- Let the glory of God shine through our unity,
- Enable us to follow Christ’s law of perfection,
- and live a life in full atonement to a holy God!
How can any of this be possible?
Hints about this were dropped in some of Jesus’ teachings in the preceding chapters of the gospel of John – Jesus said it is “better” for us for him to go away. The solution to this mystery is the Holy Spirit. You see, simply having Jesus around would wear us out; no matter how inspiring he is as a preacher and teacher, we would never be able to live up to his standards of perfection; he demands love beyond our capacity as sinners! But in his visible absence, the Holy Spirit came in and accomplished what Jesus, as the God-Man, could not do: actually make us holy by infusing us with the life-giving presence of God.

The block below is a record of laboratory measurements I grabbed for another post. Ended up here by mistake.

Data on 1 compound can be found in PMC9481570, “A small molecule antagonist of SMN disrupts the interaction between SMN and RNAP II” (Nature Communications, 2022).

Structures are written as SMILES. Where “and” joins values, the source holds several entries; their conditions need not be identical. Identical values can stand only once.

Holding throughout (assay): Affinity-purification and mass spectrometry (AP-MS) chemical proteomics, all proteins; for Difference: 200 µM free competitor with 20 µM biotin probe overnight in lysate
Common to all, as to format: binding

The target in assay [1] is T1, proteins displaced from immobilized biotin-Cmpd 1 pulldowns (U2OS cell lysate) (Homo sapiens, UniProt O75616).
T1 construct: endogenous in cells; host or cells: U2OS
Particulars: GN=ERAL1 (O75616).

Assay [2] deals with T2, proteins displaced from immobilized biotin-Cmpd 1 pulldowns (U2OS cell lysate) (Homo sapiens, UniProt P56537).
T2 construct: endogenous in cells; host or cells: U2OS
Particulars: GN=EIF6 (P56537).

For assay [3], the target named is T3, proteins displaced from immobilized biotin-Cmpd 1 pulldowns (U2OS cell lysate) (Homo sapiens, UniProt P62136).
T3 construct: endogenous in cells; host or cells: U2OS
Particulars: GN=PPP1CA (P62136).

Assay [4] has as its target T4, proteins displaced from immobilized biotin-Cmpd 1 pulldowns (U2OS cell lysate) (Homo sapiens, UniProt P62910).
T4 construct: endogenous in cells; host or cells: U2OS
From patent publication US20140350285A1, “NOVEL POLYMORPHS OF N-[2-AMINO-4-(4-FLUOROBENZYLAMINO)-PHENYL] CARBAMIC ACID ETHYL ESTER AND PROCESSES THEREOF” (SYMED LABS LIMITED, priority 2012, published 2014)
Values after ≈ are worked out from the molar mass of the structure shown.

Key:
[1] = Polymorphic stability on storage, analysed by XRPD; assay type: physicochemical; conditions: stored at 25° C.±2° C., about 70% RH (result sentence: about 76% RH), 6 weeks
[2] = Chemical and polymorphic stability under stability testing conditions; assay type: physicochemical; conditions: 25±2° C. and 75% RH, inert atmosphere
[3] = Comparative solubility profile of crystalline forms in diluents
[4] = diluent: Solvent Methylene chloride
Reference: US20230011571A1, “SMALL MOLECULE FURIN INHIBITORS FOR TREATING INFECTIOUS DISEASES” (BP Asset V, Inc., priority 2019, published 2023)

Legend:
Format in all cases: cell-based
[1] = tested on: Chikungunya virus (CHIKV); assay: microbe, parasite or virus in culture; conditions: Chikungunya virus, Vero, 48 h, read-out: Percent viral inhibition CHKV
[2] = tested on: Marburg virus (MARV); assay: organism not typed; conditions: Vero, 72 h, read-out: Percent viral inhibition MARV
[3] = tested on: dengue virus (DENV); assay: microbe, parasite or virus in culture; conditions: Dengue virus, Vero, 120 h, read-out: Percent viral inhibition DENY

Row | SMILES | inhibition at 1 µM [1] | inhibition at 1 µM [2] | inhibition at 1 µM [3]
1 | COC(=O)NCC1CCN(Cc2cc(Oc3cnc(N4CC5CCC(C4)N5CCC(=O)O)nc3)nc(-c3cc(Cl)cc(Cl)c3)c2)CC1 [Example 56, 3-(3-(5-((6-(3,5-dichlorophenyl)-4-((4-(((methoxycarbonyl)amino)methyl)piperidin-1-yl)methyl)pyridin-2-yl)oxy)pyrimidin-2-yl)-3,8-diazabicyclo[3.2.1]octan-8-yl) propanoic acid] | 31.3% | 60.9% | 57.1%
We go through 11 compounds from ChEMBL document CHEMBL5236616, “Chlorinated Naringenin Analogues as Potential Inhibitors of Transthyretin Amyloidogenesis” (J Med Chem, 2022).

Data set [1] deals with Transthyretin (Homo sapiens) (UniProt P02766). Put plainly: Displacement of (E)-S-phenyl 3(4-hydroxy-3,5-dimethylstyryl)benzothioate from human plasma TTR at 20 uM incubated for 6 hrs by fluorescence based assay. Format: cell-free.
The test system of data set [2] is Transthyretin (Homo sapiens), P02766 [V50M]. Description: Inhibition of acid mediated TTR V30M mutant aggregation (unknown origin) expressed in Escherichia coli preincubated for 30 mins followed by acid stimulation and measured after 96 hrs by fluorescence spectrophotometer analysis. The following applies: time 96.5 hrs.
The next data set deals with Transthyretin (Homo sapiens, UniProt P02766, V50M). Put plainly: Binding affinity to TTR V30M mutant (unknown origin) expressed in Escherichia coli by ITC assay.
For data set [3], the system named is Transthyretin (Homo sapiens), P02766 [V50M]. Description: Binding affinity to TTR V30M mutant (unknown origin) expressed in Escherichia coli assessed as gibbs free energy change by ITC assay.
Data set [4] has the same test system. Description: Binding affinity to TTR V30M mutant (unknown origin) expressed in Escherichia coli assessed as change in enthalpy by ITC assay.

We particularly celebrate the reality of this event on this Sunday between Ascension Day and Pentecost, the ten day period in which the disciples awaited the Holy Spirit coming in power. Hence this Sunday’s collect: O God, the King of glory, you have exalted your only Son Jesus Christ with great triumph to your kingdom in heaven: Do not leave us comfortless, but send us your Holy Spirit to strengthen us, and exalt us to that place where our Savior Christ has gone before; who lives and reigns with you and the Holy Spirit, one God, in glory everlasting. Amen.
And so what now?
The most direct application of these prayers of Jesus come to us in his concluding words, the last two verses of John 17: